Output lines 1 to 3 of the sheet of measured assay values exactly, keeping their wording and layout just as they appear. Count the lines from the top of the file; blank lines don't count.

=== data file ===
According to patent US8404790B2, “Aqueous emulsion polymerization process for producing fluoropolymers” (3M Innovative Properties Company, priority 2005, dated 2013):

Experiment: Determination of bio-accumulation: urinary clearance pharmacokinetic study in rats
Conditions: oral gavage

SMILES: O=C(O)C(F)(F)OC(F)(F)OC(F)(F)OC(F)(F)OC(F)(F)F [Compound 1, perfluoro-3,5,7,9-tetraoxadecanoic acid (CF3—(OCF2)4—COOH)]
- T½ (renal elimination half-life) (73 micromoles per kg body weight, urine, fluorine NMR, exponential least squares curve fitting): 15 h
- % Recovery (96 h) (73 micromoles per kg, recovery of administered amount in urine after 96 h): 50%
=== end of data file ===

According to patent US8404790B2, “Aqueous emulsion polymerization process for producing fluoropolymers” (3M Innovative Properties Company, priority 2005, dated 2013):

Experiment: Determination of bio-accumulation: urinary clearance pharmacokinetic study in rats
Conditions: oral gavage